FYI in other countries this is considered a FEDERAL CRIME even for civilian retirees to work for a full salary and collect pension. They are limited as long as they are receiving pension. the young people need to work and get paid, not you!. No wonder they are taking the bread out of the mouths of our young people that could have been paid with these millions of dollars spent on double dipping.

      Ezzard, put it on the table.

    • Owl says:

      Mr.Bush works hard, I can understand him taking his pension when he retires.


      Someone please tell me his job description and show me his time card?

      What does he do?

  2. anonymous says:

    What about pensions for the old boys of yester year, Like Mr Craydock Ebanks and others who served were not paid even a salary in those days. I understand that some of them asked for pension and they were well up in age aCNS will you ask Ms., Jennifer Dilbert to find out what happened to the pension due the old MLA’s who died without it and  when will their wives or children be awarded  such pension. It is needed.

  3. Shock and Awe says:

    What’s wrong with collecting a pension from the public while you’re employed by the public?  I mean, look at them, they work hard.  No, not Tibbetts, he’s alseep.  The other one.  No, not that one he’s writing a letter.  The one across from him.  No, not him, he’s getting ready toleave.  The other one.  No, their making plans for lunch.  I mean Bush.  No?  He’s away??  How about the The Deputy Premier?  She’s away too?  Well, you know what I mean.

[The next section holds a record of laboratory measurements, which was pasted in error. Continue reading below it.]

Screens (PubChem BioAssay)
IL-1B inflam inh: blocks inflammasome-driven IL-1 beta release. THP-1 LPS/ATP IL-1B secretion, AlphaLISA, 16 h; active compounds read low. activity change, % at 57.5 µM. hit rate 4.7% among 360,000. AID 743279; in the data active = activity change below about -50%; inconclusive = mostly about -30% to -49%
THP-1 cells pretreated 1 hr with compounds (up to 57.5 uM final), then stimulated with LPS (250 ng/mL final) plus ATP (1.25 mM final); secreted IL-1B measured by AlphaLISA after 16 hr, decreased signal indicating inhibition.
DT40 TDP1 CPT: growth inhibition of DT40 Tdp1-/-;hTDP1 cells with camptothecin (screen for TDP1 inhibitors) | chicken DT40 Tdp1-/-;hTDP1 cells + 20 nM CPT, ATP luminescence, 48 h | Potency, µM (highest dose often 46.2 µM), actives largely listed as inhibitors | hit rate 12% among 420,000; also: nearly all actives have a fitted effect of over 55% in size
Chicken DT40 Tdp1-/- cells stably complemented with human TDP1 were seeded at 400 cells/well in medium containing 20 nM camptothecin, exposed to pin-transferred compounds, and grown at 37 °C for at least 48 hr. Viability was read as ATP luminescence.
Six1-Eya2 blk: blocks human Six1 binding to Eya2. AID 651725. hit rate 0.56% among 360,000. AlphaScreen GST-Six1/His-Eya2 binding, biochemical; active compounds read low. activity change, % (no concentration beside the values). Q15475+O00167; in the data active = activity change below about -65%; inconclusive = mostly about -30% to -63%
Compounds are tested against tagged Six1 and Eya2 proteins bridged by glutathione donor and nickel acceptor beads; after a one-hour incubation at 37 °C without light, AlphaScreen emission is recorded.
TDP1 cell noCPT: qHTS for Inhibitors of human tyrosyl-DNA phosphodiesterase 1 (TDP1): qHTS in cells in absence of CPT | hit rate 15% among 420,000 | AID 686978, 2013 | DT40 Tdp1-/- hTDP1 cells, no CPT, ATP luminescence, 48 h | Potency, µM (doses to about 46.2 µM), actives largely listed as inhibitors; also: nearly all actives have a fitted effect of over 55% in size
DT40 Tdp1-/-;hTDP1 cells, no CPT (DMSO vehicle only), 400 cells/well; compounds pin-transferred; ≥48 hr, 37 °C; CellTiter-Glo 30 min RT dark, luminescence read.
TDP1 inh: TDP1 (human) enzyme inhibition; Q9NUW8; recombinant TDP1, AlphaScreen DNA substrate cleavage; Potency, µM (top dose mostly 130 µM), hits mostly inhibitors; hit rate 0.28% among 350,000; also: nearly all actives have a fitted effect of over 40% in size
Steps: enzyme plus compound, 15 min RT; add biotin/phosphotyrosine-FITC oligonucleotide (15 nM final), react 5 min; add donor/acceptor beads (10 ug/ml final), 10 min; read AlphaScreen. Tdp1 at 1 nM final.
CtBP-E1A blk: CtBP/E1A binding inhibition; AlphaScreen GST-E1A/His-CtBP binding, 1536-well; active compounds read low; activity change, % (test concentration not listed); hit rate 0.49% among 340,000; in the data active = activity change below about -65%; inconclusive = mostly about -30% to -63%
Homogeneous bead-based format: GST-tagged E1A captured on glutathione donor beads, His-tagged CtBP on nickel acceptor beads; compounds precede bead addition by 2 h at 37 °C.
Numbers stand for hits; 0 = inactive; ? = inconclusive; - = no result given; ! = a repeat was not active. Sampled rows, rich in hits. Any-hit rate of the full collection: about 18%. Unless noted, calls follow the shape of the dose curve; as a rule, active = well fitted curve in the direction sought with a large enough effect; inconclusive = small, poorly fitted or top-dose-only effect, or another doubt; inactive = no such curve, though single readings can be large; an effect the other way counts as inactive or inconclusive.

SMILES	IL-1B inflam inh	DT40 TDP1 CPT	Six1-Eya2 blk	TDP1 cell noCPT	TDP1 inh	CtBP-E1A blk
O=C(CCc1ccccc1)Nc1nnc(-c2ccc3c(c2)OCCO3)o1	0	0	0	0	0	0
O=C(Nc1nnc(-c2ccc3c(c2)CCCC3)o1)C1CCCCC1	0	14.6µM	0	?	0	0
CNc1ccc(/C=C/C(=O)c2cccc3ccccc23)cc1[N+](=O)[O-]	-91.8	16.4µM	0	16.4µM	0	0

• anonymous says:

      Captain Eugene does not need a salary NOR a PENSION,

      Who is his timekeeper, show us his time card, job description and accomplishments.. West Bayers,  you must do better. You voted this man into office  paying him a high salary with our tax dollars and HE DOES ABSOLUTELY NOTHING!. Shame on you.

      • Anonymous says:

        The only time I have heard this man speak is to say a prayer at the LA and this is written. He has never engaged in any Political debates on Laws, Reports or Budgets of the Country – How about that? and yet warm a seat for years to receive a FAT PENSION which is so unfair.

  4. Anonymous says:

    I’m sure they would rather us not know this.

    I find it interesting that when justifying Mac’s salary and his numerous over the top benefits, someone made a laughable comment comparing his position to that of the President of the United States!
    Where, by the way, this government pension information is open to the public. And they don’t get their pension while still in office!

    They want to make their own rules behind closed doors to benefit their own position. If we knew everything, I think we would realize why Mac’s security wall was necessary.

  5. Anonymous says:

    This is so pathetic. I can’t imagine howthese people can do this in good faith and think it’s okay.